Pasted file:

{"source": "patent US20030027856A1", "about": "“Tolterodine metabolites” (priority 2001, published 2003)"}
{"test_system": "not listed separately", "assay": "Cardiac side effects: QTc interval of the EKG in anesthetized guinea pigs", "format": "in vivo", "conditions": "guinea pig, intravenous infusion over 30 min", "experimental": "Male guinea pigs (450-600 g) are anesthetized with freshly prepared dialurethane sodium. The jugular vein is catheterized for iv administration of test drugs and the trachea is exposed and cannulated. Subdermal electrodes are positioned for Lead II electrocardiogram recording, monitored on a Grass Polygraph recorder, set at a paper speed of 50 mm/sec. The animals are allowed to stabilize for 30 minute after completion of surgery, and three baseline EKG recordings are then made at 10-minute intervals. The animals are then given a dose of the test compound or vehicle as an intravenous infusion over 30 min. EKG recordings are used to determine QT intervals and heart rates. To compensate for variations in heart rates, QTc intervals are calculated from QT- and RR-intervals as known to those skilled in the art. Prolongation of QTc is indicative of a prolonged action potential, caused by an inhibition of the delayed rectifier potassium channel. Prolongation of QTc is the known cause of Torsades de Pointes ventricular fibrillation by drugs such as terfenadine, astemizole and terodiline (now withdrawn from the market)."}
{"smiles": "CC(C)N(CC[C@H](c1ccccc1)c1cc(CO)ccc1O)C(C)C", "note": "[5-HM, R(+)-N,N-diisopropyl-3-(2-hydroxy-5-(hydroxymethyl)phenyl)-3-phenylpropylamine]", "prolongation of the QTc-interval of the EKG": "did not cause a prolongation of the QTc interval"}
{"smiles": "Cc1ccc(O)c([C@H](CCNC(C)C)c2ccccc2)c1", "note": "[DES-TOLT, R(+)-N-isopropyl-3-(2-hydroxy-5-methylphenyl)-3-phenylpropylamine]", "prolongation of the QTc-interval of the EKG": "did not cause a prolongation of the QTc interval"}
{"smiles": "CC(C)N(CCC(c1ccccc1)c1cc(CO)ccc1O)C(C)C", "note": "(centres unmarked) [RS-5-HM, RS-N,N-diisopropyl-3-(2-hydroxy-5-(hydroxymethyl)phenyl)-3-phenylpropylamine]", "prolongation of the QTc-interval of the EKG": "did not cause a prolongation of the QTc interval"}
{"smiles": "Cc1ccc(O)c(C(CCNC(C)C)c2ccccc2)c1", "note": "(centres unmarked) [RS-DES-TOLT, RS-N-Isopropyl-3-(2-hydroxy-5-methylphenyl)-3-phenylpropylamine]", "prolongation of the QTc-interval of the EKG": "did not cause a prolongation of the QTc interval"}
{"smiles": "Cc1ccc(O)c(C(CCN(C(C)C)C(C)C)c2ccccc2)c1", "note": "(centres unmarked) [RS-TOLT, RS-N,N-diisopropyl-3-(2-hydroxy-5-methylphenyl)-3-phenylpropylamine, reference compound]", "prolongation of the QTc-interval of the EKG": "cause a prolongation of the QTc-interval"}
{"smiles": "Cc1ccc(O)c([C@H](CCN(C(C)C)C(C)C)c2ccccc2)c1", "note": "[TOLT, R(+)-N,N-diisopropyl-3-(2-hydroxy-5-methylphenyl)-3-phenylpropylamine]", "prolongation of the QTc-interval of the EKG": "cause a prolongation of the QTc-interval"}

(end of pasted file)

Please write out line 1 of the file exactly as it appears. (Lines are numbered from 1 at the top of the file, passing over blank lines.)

{"source": "patent US20030027856A1", "about": "“Tolterodine metabolites” (priority 2001, published 2003)"}